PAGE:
.cohols. These ,procedures." utilize strongly, acidiq cataly ine; gasfl l r or hy r c ori ac t :btineabou .th ereaetionof t e alco o h thm attv-aci W-heni is attempted to esterify directly glycosides by such methods, extensive degradatiomof the glycosides occurs, as evidenced: bye. excessive rn ramelizati n; e en ua y, complete:carbonizatiom of ithe ;re action1m t1; KS ingtineextremelyrpoor yields; atbest.

a "20.111: copendingapPlicatiomz-Serial 151p. 1294,93 7, filed -June'21, 1952, describesz aemethodwherebyglycosides canfibei-directlyeesterifiedewith i-free fatty apids, without appreciableedestructionref the;;gly, side an withggogd yields of 'thee esters, by heating armirrtureg ofiithesglycos'i'cleeandifreevfatty.acidmnderlcontrolled condition Without zi -catalyst.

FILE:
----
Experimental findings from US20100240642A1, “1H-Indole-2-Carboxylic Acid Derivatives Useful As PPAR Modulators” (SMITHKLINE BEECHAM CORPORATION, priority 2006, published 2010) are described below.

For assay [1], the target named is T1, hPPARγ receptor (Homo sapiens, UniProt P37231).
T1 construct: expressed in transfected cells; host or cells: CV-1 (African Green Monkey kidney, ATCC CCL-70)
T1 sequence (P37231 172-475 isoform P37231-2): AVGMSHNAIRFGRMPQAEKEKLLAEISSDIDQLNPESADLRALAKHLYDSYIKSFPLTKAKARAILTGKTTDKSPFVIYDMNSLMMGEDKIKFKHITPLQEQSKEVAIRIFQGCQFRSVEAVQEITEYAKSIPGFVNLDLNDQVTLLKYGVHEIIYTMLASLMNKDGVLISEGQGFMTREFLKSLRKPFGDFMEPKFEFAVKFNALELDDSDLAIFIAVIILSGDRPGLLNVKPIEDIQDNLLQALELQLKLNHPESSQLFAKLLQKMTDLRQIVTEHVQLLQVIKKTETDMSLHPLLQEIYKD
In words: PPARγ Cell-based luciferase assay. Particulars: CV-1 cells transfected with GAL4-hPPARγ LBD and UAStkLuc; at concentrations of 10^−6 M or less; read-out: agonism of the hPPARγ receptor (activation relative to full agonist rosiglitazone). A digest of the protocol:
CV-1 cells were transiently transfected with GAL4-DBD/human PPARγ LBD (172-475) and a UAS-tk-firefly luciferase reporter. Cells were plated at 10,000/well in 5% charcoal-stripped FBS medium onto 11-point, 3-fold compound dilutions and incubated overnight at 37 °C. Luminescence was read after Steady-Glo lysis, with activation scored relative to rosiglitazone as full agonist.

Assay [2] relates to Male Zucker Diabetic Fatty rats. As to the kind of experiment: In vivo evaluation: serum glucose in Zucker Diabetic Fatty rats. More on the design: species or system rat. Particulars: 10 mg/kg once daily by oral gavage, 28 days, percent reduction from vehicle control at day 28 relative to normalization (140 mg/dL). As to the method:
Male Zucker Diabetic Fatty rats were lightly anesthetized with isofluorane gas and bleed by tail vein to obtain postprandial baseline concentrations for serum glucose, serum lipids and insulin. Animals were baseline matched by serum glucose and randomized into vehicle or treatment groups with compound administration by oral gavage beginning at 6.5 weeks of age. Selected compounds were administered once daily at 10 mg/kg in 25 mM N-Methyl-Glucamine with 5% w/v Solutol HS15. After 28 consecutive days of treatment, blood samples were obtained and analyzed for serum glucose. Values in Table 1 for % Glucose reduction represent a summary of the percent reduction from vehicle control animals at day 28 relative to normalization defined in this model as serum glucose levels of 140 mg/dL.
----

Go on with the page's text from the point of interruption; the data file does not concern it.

It has been furthertdiscovered,:however,;that. glycosides can also' be I directly esterified lvvitlm free; s fatty acids iby heating the glycoside-:andltherfireesfattymcidmnder controlled conditions in thQgRIQSQILCC of an alkaline cata- 2,759,923 :e-P atentedaA-ugn 2 1 2512956 ice invention :is to providea process for direct esterification .of glycosides with reduction in color formation 1 andiwith shorter reactiomperiods. It-is alsoan object of this in- -vention toprovide a-catalytic method foresterification 5 of glycosides. Otherobjects'andadvantages will appear lyst. The use of the alkaline'catalyst presents the ad- 7 than was possible heretofore. A further object of this hereinafter.

Thepresent invention comprises heat-ing the free fatty acid-with a glycoside'in the presence of --an alkaline cata- :lyst --at- -temperat1ires-within the range of about 16 -'C. to about 300 'C.-until=the* desired;- degreeof esterification "has been attained.

Diesters, trie'sters, and tetraesters-maybe prepared by the process-of this invention by appropriate control or the reaction time, temperatureand/ or ratioof reactants.